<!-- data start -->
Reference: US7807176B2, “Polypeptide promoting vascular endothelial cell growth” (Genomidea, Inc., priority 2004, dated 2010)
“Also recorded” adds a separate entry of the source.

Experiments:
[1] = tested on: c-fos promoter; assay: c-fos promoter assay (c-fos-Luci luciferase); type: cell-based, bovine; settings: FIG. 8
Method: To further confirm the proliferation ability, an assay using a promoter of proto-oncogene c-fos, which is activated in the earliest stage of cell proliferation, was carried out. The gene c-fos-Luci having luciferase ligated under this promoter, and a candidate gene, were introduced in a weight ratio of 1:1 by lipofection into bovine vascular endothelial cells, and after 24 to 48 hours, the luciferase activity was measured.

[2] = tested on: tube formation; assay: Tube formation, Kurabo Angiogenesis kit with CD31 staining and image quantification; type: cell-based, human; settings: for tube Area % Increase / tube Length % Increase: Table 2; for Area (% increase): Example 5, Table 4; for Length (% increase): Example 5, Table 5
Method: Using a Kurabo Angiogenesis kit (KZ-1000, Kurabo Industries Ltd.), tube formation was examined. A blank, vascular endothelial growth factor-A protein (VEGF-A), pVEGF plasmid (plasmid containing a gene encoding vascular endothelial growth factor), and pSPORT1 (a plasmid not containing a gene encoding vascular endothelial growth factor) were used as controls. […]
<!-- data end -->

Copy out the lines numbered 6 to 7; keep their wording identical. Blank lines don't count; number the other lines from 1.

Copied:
[2] = tested on: tube formation; assay: Tube formation, Kurabo Angiogenesis kit with CD31 staining and image quantification; type: cell-based, human; settings: for tube Area % Increase / tube Length % Increase: Table 2; for Area (% increase): Example 5, Table 4; for Length (% increase): Example 5, Table 5
Method: Using a Kurabo Angiogenesis kit (KZ-1000, Kurabo Industries Ltd.), tube formation was examined. A blank, vascular endothelial growth factor-A protein (VEGF-A), pVEGF plasmid (plasmid containing a gene encoding vascular endothelial growth factor), and pSPORT1 (a plasmid not containing a gene encoding vascular endothelial growth factor) were used as controls. […]